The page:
Turkish President Recep Tayyip Erdogan on Saturday said his government would ask parliament to consider reintroducing the death penalty, as punishment for the plotters behind the July coup bid, AFP reported.
“Our government will take this (proposal on capital punishment) to parliament. I am convinced that parliament will approve it, and when it comes back to me, I will ratify it,” the Turkish president said at a ceremony in Ankara.
“Soon, soon, don’t worry. It’s happening soon, God willing,” he added, as crowds chanted, “We want the death penalty!”
Capital punishment was abolished in Turkey in 2004 as the nation sought accession to the European Union.
After the failed bid to unseat Erdogan on July 15, the leader had threatened to bring the death penalty back for the coup plotters, stunning EU leaders.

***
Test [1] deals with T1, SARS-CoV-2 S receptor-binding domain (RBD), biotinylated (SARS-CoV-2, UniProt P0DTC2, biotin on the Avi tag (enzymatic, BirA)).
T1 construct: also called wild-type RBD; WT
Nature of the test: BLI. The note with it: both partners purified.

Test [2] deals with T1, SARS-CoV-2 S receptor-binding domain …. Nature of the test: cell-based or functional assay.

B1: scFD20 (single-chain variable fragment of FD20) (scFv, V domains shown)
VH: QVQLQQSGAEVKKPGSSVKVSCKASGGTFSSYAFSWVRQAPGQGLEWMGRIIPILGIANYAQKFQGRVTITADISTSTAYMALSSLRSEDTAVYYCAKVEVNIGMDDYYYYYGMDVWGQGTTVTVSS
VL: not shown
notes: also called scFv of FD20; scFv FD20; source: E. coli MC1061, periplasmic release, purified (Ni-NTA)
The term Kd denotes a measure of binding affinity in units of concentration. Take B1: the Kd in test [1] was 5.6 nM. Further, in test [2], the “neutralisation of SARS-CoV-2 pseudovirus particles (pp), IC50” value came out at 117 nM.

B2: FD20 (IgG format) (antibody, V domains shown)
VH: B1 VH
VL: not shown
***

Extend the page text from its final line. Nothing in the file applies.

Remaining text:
Since the failed coup, Turkey has detained thousands of policemen, military officials, judges and prosecutors, and shut down the presidential guard regiment.
As well, Erdogan announced a state of emergency shortly after the coup attempt.
On Saturday, Erdogan scoffed at the West’s warnings on the reintroduction of the death penalty.
“The West says this, the West says that. Excuse me, but what counts is not what the West says. What counts is what my people say,” he said, according to AFP.
The Turkish president also referred to Muslim preacher Fethullah Gulen, who lives in exile in the United States, and who Erdogan has accused of masterminding the attempt to oust him.
“What are you doing in Pennsylvania, Go on, come here! Why don’t you come home?” Erdogan added.
Gulen, who leads from exile a popular movement called Hizmet and split from Erdogan over a corruption scandal in 2013, has denied involvement in the coup and has hinted that the uprising by members of the country’s military could have been “staged” by the government.
Erdogan’s government has repeatedly called on the U.S. to extradite Gulen.